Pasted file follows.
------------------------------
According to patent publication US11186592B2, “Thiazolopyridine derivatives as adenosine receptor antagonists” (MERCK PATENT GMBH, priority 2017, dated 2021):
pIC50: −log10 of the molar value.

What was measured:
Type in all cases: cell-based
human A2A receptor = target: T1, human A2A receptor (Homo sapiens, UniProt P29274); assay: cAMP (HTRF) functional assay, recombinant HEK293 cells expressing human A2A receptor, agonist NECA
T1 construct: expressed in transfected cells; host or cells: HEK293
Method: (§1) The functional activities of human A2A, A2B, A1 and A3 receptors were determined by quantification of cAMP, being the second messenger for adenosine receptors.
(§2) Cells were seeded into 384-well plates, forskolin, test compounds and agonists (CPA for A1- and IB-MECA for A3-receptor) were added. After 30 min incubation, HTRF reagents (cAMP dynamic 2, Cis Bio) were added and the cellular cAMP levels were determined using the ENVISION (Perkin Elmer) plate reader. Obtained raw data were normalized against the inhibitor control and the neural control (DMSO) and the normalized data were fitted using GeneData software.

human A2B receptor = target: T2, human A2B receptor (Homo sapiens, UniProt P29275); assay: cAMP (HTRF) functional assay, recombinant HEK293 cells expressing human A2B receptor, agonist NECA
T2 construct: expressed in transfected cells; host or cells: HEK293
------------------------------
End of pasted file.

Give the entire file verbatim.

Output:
According to patent publication US11186592B2, “Thiazolopyridine derivatives as adenosine receptor antagonists” (MERCK PATENT GMBH, priority 2017, dated 2021):
pIC50: −log10 of the molar value.

What was measured:
Type in all cases: cell-based
human A2A receptor = target: T1, human A2A receptor (Homo sapiens, UniProt P29274); assay: cAMP (HTRF) functional assay, recombinant HEK293 cells expressing human A2A receptor, agonist NECA
T1 construct: expressed in transfected cells; host or cells: HEK293
Method: (§1) The functional activities of human A2A, A2B, A1 and A3 receptors were determined by quantification of cAMP, being the second messenger for adenosine receptors.
(§2) Cells were seeded into 384-well plates, forskolin, test compounds and agonists (CPA for A1- and IB-MECA for A3-receptor) were added. After 30 min incubation, HTRF reagents (cAMP dynamic 2, Cis Bio) were added and the cellular cAMP levels were determined using the ENVISION (Perkin Elmer) plate reader. Obtained raw data were normalized against the inhibitor control and the neural control (DMSO) and the normalized data were fitted using GeneData software.

human A2B receptor = target: T2, human A2B receptor (Homo sapiens, UniProt P29275); assay: cAMP (HTRF) functional assay, recombinant HEK293 cells expressing human A2B receptor, agonist NECA
T2 construct: expressed in transfected cells; host or cells: HEK293